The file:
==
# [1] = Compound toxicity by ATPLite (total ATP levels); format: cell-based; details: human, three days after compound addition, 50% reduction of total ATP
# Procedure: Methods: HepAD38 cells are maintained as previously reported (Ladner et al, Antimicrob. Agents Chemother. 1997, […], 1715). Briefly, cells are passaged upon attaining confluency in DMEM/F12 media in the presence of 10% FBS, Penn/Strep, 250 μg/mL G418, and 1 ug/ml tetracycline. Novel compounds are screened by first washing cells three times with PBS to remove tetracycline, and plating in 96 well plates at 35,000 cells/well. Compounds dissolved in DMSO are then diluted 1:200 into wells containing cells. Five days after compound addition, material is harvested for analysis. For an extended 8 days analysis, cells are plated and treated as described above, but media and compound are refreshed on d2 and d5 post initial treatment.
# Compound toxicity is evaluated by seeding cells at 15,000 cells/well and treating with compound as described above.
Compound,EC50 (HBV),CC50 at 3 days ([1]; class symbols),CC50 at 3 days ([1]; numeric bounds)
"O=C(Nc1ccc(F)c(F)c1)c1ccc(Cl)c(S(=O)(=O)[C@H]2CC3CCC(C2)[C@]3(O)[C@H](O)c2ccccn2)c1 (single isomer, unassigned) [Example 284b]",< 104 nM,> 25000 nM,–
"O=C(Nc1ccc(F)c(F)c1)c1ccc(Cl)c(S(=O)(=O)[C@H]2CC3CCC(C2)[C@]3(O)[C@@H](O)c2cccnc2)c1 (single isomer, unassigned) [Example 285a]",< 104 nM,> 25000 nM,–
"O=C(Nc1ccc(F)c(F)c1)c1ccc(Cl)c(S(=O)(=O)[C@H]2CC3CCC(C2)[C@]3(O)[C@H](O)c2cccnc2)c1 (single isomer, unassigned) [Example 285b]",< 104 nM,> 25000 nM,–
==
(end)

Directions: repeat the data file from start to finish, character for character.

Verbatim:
# [1] = Compound toxicity by ATPLite (total ATP levels); format: cell-based; details: human, three days after compound addition, 50% reduction of total ATP
# Procedure: Methods: HepAD38 cells are maintained as previously reported (Ladner et al, Antimicrob. Agents Chemother. 1997, […], 1715). Briefly, cells are passaged upon attaining confluency in DMEM/F12 media in the presence of 10% FBS, Penn/Strep, 250 μg/mL G418, and 1 ug/ml tetracycline. Novel compounds are screened by first washing cells three times with PBS to remove tetracycline, and plating in 96 well plates at 35,000 cells/well. Compounds dissolved in DMSO are then diluted 1:200 into wells containing cells. Five days after compound addition, material is harvested for analysis. For an extended 8 days analysis, cells are plated and treated as described above, but media and compound are refreshed on d2 and d5 post initial treatment.
# Compound toxicity is evaluated by seeding cells at 15,000 cells/well and treating with compound as described above.
Compound,EC50 (HBV),CC50 at 3 days ([1]; class symbols),CC50 at 3 days ([1]; numeric bounds)
"O=C(Nc1ccc(F)c(F)c1)c1ccc(Cl)c(S(=O)(=O)[C@H]2CC3CCC(C2)[C@]3(O)[C@H](O)c2ccccn2)c1 (single isomer, unassigned) [Example 284b]",< 104 nM,> 25000 nM,–
"O=C(Nc1ccc(F)c(F)c1)c1ccc(Cl)c(S(=O)(=O)[C@H]2CC3CCC(C2)[C@]3(O)[C@@H](O)c2cccnc2)c1 (single isomer, unassigned) [Example 285a]",< 104 nM,> 25000 nM,–
"O=C(Nc1ccc(F)c(F)c1)c1ccc(Cl)c(S(=O)(=O)[C@H]2CC3CCC(C2)[C@]3(O)[C@H](O)c2cccnc2)c1 (single isomer, unassigned) [Example 285b]",< 104 nM,> 25000 nM,–